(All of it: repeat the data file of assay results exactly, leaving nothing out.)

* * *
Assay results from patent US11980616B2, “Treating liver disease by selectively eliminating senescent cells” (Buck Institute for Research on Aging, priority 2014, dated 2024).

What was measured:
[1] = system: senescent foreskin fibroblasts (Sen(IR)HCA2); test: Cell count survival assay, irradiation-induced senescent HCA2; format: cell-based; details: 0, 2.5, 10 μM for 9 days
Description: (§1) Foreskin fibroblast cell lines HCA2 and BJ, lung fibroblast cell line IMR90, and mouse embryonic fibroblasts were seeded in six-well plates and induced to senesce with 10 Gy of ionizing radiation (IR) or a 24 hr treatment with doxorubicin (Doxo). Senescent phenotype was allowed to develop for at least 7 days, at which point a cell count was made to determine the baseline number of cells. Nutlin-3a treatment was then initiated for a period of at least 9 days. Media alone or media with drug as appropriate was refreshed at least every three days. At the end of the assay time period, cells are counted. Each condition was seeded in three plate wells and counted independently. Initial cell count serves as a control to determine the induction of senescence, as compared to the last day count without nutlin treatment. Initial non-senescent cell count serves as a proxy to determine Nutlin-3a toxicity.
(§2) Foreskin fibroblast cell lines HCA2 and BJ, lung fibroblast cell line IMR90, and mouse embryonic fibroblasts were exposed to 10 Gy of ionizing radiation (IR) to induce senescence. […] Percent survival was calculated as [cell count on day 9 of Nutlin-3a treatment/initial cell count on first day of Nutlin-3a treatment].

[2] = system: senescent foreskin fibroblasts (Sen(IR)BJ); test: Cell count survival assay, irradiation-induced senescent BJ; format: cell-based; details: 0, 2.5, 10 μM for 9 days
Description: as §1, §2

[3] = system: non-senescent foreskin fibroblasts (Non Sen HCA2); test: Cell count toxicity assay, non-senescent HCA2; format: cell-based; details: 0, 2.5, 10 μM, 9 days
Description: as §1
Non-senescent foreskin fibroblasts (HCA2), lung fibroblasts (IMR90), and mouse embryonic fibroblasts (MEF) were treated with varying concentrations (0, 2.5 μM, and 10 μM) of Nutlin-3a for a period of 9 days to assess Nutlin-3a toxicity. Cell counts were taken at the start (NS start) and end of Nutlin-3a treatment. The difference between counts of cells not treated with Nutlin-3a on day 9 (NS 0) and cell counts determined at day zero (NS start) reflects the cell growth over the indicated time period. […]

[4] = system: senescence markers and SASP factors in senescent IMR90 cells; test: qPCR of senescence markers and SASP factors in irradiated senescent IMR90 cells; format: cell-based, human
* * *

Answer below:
Assay results from patent US11980616B2, “Treating liver disease by selectively eliminating senescent cells” (Buck Institute for Research on Aging, priority 2014, dated 2024).

What was measured:
[1] = system: senescent foreskin fibroblasts (Sen(IR)HCA2); test: Cell count survival assay, irradiation-induced senescent HCA2; format: cell-based; details: 0, 2.5, 10 μM for 9 days
Description: (§1) Foreskin fibroblast cell lines HCA2 and BJ, lung fibroblast cell line IMR90, and mouse embryonic fibroblasts were seeded in six-well plates and induced to senesce with 10 Gy of ionizing radiation (IR) or a 24 hr treatment with doxorubicin (Doxo). Senescent phenotype was allowed to develop for at least 7 days, at which point a cell count was made to determine the baseline number of cells. Nutlin-3a treatment was then initiated for a period of at least 9 days. Media alone or media with drug as appropriate was refreshed at least every three days. At the end of the assay time period, cells are counted. Each condition was seeded in three plate wells and counted independently. Initial cell count serves as a control to determine the induction of senescence, as compared to the last day count without nutlin treatment. Initial non-senescent cell count serves as a proxy to determine Nutlin-3a toxicity.
(§2) Foreskin fibroblast cell lines HCA2 and BJ, lung fibroblast cell line IMR90, and mouse embryonic fibroblasts were exposed to 10 Gy of ionizing radiation (IR) to induce senescence. […] Percent survival was calculated as [cell count on day 9 of Nutlin-3a treatment/initial cell count on first day of Nutlin-3a treatment].

[2] = system: senescent foreskin fibroblasts (Sen(IR)BJ); test: Cell count survival assay, irradiation-induced senescent BJ; format: cell-based; details: 0, 2.5, 10 μM for 9 days
Description: as §1, §2

[3] = system: non-senescent foreskin fibroblasts (Non Sen HCA2); test: Cell count toxicity assay, non-senescent HCA2; format: cell-based; details: 0, 2.5, 10 μM, 9 days
Description: as §1
Non-senescent foreskin fibroblasts (HCA2), lung fibroblasts (IMR90), and mouse embryonic fibroblasts (MEF) were treated with varying concentrations (0, 2.5 μM, and 10 μM) of Nutlin-3a for a period of 9 days to assess Nutlin-3a toxicity. Cell counts were taken at the start (NS start) and end of Nutlin-3a treatment. The difference between counts of cells not treated with Nutlin-3a on day 9 (NS 0) and cell counts determined at day zero (NS start) reflects the cell growth over the indicated time period. […]

[4] = system: senescence markers and SASP factors in senescent IMR90 cells; test: qPCR of senescence markers and SASP factors in irradiated senescent IMR90 cells; format: cell-based, human